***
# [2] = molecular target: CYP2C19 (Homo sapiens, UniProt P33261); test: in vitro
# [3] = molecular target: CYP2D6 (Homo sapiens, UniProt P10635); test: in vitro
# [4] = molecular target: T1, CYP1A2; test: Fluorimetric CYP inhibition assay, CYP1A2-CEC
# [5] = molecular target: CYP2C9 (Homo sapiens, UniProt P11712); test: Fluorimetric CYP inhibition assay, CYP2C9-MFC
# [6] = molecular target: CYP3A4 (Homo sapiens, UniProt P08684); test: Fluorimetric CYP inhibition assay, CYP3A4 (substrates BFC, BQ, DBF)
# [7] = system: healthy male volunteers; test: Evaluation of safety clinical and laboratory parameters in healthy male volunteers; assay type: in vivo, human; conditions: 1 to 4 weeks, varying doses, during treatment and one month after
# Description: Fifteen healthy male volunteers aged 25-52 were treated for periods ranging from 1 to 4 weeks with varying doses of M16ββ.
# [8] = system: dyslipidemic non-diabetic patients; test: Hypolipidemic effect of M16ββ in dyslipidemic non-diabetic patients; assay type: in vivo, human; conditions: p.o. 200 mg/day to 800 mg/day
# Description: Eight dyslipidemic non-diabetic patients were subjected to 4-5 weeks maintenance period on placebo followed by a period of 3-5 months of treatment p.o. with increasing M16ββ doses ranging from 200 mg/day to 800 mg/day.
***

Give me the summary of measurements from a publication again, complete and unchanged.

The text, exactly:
# [2] = molecular target: CYP2C19 (Homo sapiens, UniProt P33261); test: in vitro
# [3] = molecular target: CYP2D6 (Homo sapiens, UniProt P10635); test: in vitro
# [4] = molecular target: T1, CYP1A2; test: Fluorimetric CYP inhibition assay, CYP1A2-CEC
# [5] = molecular target: CYP2C9 (Homo sapiens, UniProt P11712); test: Fluorimetric CYP inhibition assay, CYP2C9-MFC
# [6] = molecular target: CYP3A4 (Homo sapiens, UniProt P08684); test: Fluorimetric CYP inhibition assay, CYP3A4 (substrates BFC, BQ, DBF)
# [7] = system: healthy male volunteers; test: Evaluation of safety clinical and laboratory parameters in healthy male volunteers; assay type: in vivo, human; conditions: 1 to 4 weeks, varying doses, during treatment and one month after
# Description: Fifteen healthy male volunteers aged 25-52 were treated for periods ranging from 1 to 4 weeks with varying doses of M16ββ.
# [8] = system: dyslipidemic non-diabetic patients; test: Hypolipidemic effect of M16ββ in dyslipidemic non-diabetic patients; assay type: in vivo, human; conditions: p.o. 200 mg/day to 800 mg/day
# Description: Eight dyslipidemic non-diabetic patients were subjected to 4-5 weeks maintenance period on placebo followed by a period of 3-5 months of treatment p.o. with increasing M16ββ doses ranging from 200 mg/day to 800 mg/day.